" OK then. On you go. Leave me the dog. " Anne called my bluff immediately, sitting down on a bench as we passed. " I'll wait up here for you. Women are just as brave as men you know."
"I do know," I admitted cheerfully. "Braver even. Men have been standing on you lot for centuries- keeping you down and in your place."
"Like a carpet." Belinda added helpfully with a bright smile. She had diligently watched the same historical programme I had recently. Anne had not bothered... probably busy in the kitchen as usual, chained to sink and oven- shoveling out tasty meals :o)
"and mothers always carry the weight of the world on their broad shoulders." I agreed, warming to my subject. "Everyone knows that,"
"Like an elephant!" her daughter chipped in, earning a glare. "the ones with a people basket tied on them for sightseeing is what I meant." She elaborated. "doing all the work."
"Yes, Thank You! Off you go."
We walked down the hill for 30 steps then turned back to find her catching up rapidly, Snapper pulling on the lead to reach us quicker.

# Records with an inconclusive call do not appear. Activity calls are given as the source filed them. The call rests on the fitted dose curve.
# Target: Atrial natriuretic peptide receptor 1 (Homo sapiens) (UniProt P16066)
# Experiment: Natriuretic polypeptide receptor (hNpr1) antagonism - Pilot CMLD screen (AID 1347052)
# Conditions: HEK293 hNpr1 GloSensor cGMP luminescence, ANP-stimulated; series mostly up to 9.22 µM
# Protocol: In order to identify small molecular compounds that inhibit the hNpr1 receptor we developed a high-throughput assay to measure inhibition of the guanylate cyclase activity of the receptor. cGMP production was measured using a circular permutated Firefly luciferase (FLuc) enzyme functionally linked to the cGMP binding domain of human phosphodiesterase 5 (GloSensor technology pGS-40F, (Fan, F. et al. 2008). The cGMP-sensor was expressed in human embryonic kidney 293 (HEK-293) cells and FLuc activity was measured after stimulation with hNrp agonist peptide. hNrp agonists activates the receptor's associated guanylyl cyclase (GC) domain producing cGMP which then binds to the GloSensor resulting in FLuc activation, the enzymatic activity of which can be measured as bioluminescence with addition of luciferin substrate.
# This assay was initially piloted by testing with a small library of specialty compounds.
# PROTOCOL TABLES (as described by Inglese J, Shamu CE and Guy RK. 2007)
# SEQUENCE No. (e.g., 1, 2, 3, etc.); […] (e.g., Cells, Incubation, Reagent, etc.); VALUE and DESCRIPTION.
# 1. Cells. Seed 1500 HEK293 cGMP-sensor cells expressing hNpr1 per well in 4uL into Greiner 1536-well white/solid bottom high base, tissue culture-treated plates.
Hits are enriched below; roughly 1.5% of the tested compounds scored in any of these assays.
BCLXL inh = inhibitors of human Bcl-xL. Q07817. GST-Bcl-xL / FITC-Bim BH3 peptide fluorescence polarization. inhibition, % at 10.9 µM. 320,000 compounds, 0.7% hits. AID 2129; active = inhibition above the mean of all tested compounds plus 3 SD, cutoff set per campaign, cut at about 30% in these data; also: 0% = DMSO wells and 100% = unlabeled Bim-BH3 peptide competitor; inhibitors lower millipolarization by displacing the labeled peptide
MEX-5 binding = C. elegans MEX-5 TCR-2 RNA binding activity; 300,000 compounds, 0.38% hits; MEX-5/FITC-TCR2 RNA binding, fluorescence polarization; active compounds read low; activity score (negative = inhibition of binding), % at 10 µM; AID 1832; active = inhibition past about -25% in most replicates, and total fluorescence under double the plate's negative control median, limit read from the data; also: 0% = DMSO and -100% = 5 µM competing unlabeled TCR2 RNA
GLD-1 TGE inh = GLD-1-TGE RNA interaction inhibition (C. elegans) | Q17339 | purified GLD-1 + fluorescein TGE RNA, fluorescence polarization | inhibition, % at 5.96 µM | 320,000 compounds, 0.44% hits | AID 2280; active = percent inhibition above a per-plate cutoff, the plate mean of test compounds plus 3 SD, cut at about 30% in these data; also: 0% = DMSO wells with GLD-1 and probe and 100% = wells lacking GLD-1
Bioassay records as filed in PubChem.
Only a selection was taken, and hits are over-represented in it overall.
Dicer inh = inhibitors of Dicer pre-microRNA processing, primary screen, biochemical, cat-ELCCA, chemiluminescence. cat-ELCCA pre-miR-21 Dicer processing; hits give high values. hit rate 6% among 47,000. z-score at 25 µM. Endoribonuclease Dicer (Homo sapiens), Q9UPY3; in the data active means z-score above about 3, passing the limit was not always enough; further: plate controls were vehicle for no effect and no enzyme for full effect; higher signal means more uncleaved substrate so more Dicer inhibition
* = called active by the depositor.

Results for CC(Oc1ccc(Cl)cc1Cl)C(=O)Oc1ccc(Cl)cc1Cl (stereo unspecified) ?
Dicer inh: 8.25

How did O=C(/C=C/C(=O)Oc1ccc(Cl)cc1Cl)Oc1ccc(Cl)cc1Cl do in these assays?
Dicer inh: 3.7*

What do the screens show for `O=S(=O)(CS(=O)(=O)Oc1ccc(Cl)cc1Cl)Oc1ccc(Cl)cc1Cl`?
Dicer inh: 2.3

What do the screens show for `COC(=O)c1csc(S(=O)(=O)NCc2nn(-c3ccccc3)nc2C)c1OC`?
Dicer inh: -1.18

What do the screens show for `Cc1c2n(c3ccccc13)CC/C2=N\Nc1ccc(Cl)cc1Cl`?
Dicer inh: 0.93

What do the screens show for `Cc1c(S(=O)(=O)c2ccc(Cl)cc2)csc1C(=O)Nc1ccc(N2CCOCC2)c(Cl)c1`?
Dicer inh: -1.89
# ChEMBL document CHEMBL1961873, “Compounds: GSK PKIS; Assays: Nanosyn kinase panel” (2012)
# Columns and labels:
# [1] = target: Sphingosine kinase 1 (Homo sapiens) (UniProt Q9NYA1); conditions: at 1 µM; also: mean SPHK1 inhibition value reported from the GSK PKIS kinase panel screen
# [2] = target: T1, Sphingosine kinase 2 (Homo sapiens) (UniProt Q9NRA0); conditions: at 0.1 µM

"I've had a rest now. I feel much better............................ It's not me." she insisted. "that dog's a complete coward. It wouldn't stay put up there. "
B was unconvinced. " Poor Snapper.  Bad Mummy blaming you."
" Wear proper walking boots next time. Very comfy on feet." I recommended. " and good for kicking convicts and assorted ghouls in the dark."
" No-one can really see what you wear at night anyway." A fashion conscious Belinda added. " so you can dress anyway you like up here and it doesn't matter."
" Now you're talking. Unrepentant after the last time. I like that! "  
"Ho, what do you mean you lot? " Anne demanded, pulling me up for my earlier quip with a prodded finger in the back.
"I've got to say that." I protested." It's expected of me as a man. Otherwise I loose my bearded brethren membership rights. It's a male bonding thing. Sausage solidarity. "

 and so we walked down as a trio... plus four grossly insulted paws.
Shops passed in Gourock on the way back.
Night Town memories.
Heading towards Port Glasgow.
Last view of Port Glasgow to round it up.

Another memorable and interesting trip.